1. Calculate the test statistic.
This is the standardised difference between the sample mean (calculated from the given data) and the known population mean: \begin{align*} z & =\frac{\overline{x}-\mu}{\frac{\sigma}{\sqrt{n}}}. \end{align*}

2. Decision: Is the result reasonable if $$H_{o}$$ is true?
Is the test statistic more extreme than the critical value?
Yes $$\Rightarrow$$ Reject $$H_{o},$$ No $$\Rightarrow$$ Do not reject $$H_{o}$$.

3. Conclusion
There is (if you reject)/is not (if you do not reject) evidence to suggest that… (Paraphrase the information in the question to complete the conclusion).

It is important to note that

• The decision about the null hypothesis is not made with certainty but with a level of confidence that the error in the decision is small (for example 5% if $$\alpha=0.05$$)
• The decision relates only to rejecting or not rejecting $$H_{o}$$. $$H_{a}$$ is not mentioned in the decision, and we DO NOT ACCEPT $$H_{o}$$ or $$H_{a}$$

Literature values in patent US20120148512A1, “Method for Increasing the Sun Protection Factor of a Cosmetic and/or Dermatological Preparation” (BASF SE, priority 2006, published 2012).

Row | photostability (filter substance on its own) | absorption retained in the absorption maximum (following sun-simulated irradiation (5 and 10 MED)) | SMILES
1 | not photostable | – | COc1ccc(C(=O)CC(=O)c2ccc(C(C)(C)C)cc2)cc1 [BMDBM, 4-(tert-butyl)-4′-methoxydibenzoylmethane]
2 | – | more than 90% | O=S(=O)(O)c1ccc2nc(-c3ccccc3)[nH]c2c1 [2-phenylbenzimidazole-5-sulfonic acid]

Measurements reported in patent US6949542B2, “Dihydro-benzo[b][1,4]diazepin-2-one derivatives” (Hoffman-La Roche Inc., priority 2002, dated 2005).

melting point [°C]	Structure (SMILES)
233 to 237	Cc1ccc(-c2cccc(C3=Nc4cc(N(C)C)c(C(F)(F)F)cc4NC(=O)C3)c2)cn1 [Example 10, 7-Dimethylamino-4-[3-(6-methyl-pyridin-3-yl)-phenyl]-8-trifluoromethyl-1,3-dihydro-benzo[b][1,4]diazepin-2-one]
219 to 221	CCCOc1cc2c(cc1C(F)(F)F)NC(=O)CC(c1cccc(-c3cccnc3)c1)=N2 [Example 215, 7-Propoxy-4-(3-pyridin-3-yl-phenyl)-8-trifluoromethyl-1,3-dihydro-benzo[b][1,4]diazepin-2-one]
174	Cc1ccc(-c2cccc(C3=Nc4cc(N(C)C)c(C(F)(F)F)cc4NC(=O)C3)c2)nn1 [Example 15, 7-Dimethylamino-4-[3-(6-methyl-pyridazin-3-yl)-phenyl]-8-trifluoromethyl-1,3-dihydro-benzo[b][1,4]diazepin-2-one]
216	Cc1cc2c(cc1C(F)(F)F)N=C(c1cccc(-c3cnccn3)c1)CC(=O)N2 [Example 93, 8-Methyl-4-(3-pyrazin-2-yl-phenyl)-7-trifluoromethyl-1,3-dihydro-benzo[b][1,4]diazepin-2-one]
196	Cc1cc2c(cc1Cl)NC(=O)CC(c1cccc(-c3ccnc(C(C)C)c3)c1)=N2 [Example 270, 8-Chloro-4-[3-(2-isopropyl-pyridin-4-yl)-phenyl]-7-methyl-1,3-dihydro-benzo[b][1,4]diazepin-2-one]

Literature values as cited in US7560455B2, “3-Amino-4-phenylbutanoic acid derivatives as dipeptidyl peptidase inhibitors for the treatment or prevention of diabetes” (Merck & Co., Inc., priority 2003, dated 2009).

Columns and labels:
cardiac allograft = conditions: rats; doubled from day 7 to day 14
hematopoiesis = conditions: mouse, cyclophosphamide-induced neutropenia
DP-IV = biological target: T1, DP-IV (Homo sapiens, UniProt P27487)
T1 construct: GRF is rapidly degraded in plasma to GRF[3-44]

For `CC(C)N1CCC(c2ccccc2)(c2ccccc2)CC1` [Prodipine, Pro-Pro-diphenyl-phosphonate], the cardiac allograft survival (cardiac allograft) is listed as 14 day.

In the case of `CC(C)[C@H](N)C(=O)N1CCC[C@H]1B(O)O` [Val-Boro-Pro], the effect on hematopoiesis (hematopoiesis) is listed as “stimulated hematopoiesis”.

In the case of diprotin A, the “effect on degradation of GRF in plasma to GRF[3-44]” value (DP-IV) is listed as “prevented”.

• The steps for hypothesis testing may differ from course to course so check with your program.

#### Example

Because students had previously found a statistics course very difficult the average score over many years was $$48$$% with a standard deviation of $$12$$%. A bridging program was introduced and the $$120$$ students that attended achieved a mean score of $$50$$% in the final exam. Is there evidence that the scores of those who attended the bridging program have changed at a $$1$$% level of significance?

1. State the hypotheses
$$H_{o}:$$ $$\overline{x}=48$$ (the sample mean is the same as the population mean)
$$H_{a}:\overline{x}\neq48$$ (the sample mean is not the same as the population mean)

2. Significance level $$\alpha=0.01$$

3. Critical values
$$\alpha=0.01$$ $$\Rightarrow z=-2.58\textrm{ or }$$ $$z=2.58$$

1. Test statistic
\begin{align*} z & =\frac{\overline{x}-\mu}{\frac{\sigma}{\sqrt{n}}}\\ & =\frac{50-48}{\frac{12}{\sqrt{120}}}\\ & =1.83. \end{align*}

2. Decision:
Is $$1.83$$ more extreme than $$2.58?$$ No $$\Rightarrow$$ Do not reject $$H_{o}$$

3. Conclusion